A few people, as in 14,000.
While nearly half of those comments have come as signatures on form letters, still more than 7,000 others have come from individuals and various organizations. The total includes more than 1,100 comments received at seven public hearings held around the state the past few months.
The deadline to submit comments is Tuesday.
The comments have been collected not to gauge public opinion on the controversial plan, but to determine which issues should be examined during an environmental study, said Larry Altose, a spokesman for the state Department of Ecology.
"We're not really looking at the comments in terms of pro and con," he said. "A lot of them are couched in pro or con language, but we're not going to have a track of that."
The $650 million terminal, proposed by SSA Marine, would serve as a place to send coal, grain, potash and scrap wood for biofuels to Asia. The terminal would bring up to 18 more trains per day through Snohomish County, nine carrying coal and other materials and nine empty.
Proponents say the terminal would create jobs. Opponents say it could mean long traffic delays at railroad crossings and pollution from coal dust. Environmental groups say it would contribute to greenhouse gases by adding to the use of coal.
The plan has drawn so much interest that three different agencies are handling the process: the state Department of Ecology, the U.S. Army Corps of Engineers and Whatcom County.
Consultant CH2MHILL, an international firm with offices in Bellingham and Bellevue, has been hired to help the government agencies with their work, Altose said. The company is being paid $970,000, with the cost covered by SSA Marine.
A decision on whether the project can proceed will likely take at least a couple of more years. The next step is for consultants to sort through the comments and government officials to determine the issues to be studied. This will likely take several months, Altose said. Then an environmental study will be drafted and more comments collected.
"Don't look for that in anything less than a year," he said.
Afterward, the final study will begin and it's uncertain how long it will take.
The trains would bring coal from Montana and Wyoming across Washington state to Vancouver, and then north, eventually running through Seattle, Edmonds, Mukilteo, Everett, Marysville and Stanwood. In Edmonds, Marysville and Stanwood, the trains run at the same grade as automobile traffic, potentially adding to backups.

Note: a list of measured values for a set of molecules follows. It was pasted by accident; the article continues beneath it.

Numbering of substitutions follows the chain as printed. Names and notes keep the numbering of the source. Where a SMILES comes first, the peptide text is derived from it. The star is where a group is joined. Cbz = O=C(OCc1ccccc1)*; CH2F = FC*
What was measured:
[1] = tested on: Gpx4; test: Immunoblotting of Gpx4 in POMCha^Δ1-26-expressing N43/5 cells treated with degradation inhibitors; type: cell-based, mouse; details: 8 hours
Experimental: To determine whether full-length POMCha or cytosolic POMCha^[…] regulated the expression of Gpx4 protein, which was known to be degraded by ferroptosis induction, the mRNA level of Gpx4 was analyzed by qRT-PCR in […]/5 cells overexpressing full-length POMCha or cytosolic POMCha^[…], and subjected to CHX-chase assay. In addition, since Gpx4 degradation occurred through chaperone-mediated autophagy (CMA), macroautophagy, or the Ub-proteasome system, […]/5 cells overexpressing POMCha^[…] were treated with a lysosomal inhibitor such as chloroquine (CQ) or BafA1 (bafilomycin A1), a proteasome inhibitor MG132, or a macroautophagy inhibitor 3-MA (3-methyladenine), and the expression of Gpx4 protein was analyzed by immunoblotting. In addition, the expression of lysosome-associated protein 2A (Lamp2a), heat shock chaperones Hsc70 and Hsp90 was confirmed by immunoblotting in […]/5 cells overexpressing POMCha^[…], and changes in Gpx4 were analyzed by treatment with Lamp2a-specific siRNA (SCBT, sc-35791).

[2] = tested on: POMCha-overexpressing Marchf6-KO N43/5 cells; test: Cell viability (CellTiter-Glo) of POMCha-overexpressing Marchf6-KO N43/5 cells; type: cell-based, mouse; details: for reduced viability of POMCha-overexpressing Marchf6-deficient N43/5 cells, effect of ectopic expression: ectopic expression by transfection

Marysville officials sent a six-page letter to the agencies outlining their concerns. Marysville has 11 public and nine private crossings where roads and rails meet, city administrator Gloria Hirashima said -- the most of any city in Snohomish County.
These crossings, all near I-5, already experience significant traffic congestion and more trains could make it worse, Hirashima wrote.
"A terrible scenario for the city would be having all I-5 entrances blocked at the same time," she said, listing crossings at Fourth Street, 88th Street NE and 116th Street NE.
Study topics should include how many road or rail improvements would be needed to offset additional congestion, how much they would cost and who would pay, Hirashima wrote.
She added that the trains could hurt the city's economy by interfering with access to businesses.
On the positive side, the construction work on the terminal would create up to 1,700 jobs and 4,400 temporary spin-off positions, and eventually the terminal would employ 450 people and generate 800 other jobs, said Craig Cole, a consultant working for SSA Marine.
Economic impact will be weighed along with the other issues for possible study, Altose said.
Bill Sheets: 425-339-3439; email@example.com.
Written comments on the Gateway Pacific export terminal plan will be accepted electronically up to 5 p.m. Tuesday and by mail if postmarked by that day.
Online comments may be sent to http://www.eisgatewaypacificwa.gov/get-involved/comment.
Hard-copy comments may be mailed to: GPT/Custer Spur EIS, c/o CH2MHILL, 1100 112th Ave. NE, Suite 400, Bellevue, WA 98004
More Local News Headlines
Stephanson to hold informal talks at libraries Level 2 burn ban issued for Snohomish County Woman seriously injured in six-car crash on I-5 Storm hit Index particularly hard, bringing down hundreds of trees Bridge over I-5 enters final phases Lynnwood receives $5 million to widen 196th Street Kids explain it all: 'Thanksgiving is all about turkeys' Jail might start housing Seattle inmates once again
Our new comment system is not supported in IE 7. Please upgrade your browser here.